September 19th, 2018


Hillary Listened to Us, And You Won't Believe What Happens Next

Andrew Ferguson

By Andrew Ferguson

Published August 23, 2016

Hillary Listened to Us, And You Won't Believe What Happens Next

For generations now, "If They'd Only Listened to Me" has served as the mythical title of the ultimate Washington memoir. The staffer/ speechwriter /advisor/ex-close friend of a president/ senator /ambassador lands a book contract and agrees to look back over his government service more in sorrow than in anger. He is reluctantly forced to conclude that if his mentor, an otherwise well meaning sort, had only listened to him and taken his advice, the world would have avoided many calamities that are otherwise the mentor's sole responsibility.

This campaign season has produced a new kind of as-told-to memoir. The template appears in a recent story in of Politico magazine. The new title might be "They Did Listen To Me, And You Won't Believe What Happens Next!"

The Politico article, its author assures us, is superbly sourced with "interviews with more than half a dozen Clinton allies inside and outside her campaign." "More than half a dozen" is a political reporter's way of saying "seven." "Allies inside and outside her campaign" refers to at least five butt-boys who haven't been able to get hired and two more staffers who have inflated their power in the eyes of a reporter who desperately needs to flatter them if he hopes to continue to use them as a source.

Textual evidence is clear that those two staffers are a speechwriter named Dan Schwerin and a "policy adviser" called Jake Sullivan. The story opens in New Hampshire with the Clinton campaign in disarray. Our two heroes are at wit's end. So they "decamp"—the reporter's word, getting all literary—to the seaside, where they "rethink the entire campaign's approach."

A big job, but somebody's got to do it! The candidate herself is worse than useless. "Her staff...knew she was often her own worst enemy." She is literal, apparently lacking the gift for music and poetry that her staffers, more than half a dozen of them, for chrissakes, have in abundance. She struggles with "messaging." She is almost hostile to "the idea of narrative."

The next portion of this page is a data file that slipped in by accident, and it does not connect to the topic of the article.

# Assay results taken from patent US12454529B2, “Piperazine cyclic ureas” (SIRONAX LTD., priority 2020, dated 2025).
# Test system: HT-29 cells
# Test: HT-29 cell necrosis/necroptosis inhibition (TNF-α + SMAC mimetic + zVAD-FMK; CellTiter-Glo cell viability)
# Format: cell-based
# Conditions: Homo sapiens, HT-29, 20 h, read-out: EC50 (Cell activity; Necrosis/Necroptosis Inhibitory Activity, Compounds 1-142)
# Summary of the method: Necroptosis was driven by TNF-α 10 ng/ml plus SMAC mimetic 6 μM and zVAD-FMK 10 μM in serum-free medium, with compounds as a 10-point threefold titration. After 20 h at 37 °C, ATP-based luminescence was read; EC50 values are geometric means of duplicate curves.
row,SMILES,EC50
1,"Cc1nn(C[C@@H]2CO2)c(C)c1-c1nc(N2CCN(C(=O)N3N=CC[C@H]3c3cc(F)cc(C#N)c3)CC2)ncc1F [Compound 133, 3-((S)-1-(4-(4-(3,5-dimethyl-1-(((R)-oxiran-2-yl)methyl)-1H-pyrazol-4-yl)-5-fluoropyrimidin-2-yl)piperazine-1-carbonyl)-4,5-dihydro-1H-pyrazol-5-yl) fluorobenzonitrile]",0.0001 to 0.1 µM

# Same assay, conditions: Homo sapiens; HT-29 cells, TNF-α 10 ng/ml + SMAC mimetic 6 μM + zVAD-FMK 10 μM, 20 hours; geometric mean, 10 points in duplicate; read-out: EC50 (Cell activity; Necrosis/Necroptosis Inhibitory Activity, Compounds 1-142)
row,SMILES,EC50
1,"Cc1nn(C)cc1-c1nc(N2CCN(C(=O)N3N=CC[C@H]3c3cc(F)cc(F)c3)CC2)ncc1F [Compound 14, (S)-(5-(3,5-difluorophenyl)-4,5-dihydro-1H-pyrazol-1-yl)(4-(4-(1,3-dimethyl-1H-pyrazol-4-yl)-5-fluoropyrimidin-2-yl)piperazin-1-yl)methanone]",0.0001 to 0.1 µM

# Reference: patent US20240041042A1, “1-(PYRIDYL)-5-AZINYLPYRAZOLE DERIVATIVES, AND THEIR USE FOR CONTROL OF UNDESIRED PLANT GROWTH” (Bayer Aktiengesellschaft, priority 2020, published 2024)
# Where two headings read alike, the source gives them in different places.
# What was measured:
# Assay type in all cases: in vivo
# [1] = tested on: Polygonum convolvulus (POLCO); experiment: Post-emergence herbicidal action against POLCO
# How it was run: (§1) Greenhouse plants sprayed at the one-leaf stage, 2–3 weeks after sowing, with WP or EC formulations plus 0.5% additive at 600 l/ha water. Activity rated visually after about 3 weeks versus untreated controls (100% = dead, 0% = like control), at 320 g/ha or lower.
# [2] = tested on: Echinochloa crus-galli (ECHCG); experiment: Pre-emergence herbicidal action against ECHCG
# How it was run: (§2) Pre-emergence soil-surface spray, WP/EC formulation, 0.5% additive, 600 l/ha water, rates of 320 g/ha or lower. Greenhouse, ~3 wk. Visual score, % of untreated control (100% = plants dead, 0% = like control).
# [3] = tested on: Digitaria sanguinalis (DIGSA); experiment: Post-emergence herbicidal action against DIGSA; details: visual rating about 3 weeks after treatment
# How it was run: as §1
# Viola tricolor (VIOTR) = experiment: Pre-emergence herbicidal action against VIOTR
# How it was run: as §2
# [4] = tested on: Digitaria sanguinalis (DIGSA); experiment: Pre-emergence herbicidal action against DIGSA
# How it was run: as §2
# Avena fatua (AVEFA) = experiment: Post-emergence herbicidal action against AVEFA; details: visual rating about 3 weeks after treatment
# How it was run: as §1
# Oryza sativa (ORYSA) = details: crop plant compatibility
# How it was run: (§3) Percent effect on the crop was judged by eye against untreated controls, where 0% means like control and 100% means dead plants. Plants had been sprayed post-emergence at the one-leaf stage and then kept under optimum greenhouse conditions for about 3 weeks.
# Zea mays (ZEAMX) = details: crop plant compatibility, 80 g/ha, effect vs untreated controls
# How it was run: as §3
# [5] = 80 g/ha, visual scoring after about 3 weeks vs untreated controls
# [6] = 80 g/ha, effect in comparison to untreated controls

In other words, Hillary Clinton is, in this respect if no other, allergic to the empty, stylized crapola that campaign professionals routinely sell as serious thought to insecure political candidates. As if to prove the point, according to Politico, the two staffers thought and thought and came up with what the article calls a "sturdy slogan."

And here it is: "Breaking Down Barriers."

But the candidate, being just a candidate, failed to grasp the brilliance of the thing.

"This is useless," Clinton said.

Now, anyone who hasn't surrendered to the funhouse world of political consulting and its faddish, self-referential assumptions will instantly see that Clinton was right. Only people who consider a nonsense word like "messaging" to be a meaningful noun could pretend that such an empty phrase as "Breaking Down Barriers" has persuasive power—a category that includes Politico reporters as well as all their sources.

Which is why the article concludes that Dan and Jake's messaging worked. Hillary may have been too old and dense to understand, but Chelsea Clinton, burning with a wisdom that belies her youth, was able to convince mom to get with the program. Hillary took to repeating the phrase like the wind-up doll that her staffers wish she were.

And the rest is history. The sequence of events is undeniable. Hillary Clinton's campaign was losing to Bernie Sanders. Dan and Jake decamped seaside. From their massive capacity for cogitation, the phrase "Breaking Down Barriers" emerged full blown. It became the campaign's motto. And now Hillary Clinton is about to be nominated as her party's candidate for president.

Coincidence? Politico thinks not.

Mark Twain once embraced the same logic. He had enlisted in the Confederate army at the beginning of the Civil War, he said. Then he mustered out two months later. The result? "The South fell," he said.

For myself, I prefer the old style of political memoir, "If They'd Only Listened to Me." This new kind, which is just as fatuous and aggrandizing, has the effect of swelling the heads of the midgets who think they control the woman who signs their checks. So far, says Politico, she has listened to them, and we should all be worried about what happens next.

Niall Ferguson is a senior fellow with the Hoover Institution at Stanford University.

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Andrew Ferguson is senior editor at The Weekly Standard, where this first appeared, and the author of Crazy U: One Dad's Crash Course in Getting His Kid into College.